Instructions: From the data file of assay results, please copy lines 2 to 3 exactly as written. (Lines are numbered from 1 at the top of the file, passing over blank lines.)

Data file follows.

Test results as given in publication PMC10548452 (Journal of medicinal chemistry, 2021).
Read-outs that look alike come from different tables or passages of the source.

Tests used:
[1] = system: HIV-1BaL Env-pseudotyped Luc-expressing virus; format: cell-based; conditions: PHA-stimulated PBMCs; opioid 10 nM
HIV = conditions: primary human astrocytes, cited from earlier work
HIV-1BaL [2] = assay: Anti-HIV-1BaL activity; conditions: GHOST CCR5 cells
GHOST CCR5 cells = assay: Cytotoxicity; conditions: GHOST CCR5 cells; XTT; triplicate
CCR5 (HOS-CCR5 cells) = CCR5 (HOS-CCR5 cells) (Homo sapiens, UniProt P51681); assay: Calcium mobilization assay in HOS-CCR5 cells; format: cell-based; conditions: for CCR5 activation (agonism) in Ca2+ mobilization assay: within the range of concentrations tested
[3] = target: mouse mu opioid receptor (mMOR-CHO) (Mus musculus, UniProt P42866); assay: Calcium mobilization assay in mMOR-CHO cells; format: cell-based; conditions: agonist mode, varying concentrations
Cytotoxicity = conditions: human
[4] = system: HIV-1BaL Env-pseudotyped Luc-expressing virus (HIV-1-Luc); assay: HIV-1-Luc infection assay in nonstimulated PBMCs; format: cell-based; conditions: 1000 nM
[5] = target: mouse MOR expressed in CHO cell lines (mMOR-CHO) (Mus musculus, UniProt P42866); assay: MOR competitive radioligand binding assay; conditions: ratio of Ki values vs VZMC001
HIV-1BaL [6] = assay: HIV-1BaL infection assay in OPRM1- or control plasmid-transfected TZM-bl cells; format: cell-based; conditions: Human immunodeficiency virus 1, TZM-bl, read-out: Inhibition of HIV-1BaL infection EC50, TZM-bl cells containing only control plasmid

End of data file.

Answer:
Read-outs that look alike come from different tables or passages of the source.

Tests used: